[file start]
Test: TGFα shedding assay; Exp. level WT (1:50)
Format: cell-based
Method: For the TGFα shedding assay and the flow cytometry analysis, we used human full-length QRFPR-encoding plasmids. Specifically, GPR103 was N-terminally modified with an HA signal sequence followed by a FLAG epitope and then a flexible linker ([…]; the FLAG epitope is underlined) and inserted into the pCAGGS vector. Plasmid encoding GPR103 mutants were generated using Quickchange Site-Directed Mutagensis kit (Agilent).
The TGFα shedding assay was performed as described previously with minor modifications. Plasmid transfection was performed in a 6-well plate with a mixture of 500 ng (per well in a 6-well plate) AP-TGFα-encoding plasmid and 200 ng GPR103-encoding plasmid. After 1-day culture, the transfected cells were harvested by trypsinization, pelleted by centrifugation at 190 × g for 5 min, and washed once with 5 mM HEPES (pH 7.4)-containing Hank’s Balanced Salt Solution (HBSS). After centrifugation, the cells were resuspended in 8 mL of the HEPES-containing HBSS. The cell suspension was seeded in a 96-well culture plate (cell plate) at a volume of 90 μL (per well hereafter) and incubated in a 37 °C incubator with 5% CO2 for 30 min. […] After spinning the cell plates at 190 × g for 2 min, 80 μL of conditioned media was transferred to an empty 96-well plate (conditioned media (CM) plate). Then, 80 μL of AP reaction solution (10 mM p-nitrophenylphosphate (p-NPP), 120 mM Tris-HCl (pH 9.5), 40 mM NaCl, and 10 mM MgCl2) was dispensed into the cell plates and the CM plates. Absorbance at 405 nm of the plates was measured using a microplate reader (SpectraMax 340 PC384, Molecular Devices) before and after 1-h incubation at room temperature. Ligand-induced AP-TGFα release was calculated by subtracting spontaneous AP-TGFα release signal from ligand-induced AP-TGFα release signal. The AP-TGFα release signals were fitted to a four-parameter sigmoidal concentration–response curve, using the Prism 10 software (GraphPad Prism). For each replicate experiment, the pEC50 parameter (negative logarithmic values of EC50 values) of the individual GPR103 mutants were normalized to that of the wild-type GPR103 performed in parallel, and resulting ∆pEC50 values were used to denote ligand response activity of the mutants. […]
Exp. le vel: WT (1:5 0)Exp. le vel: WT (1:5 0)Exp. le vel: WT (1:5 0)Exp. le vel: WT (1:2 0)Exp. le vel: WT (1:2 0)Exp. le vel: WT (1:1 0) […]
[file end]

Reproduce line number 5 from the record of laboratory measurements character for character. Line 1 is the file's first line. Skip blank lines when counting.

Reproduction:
Exp. le vel: WT (1:5 0)Exp. le vel: WT (1:5 0)Exp. le vel: WT (1:5 0)Exp. le vel: WT (1:2 0)Exp. le vel: WT (1:2 0)Exp. le vel: WT (1:1 0) […]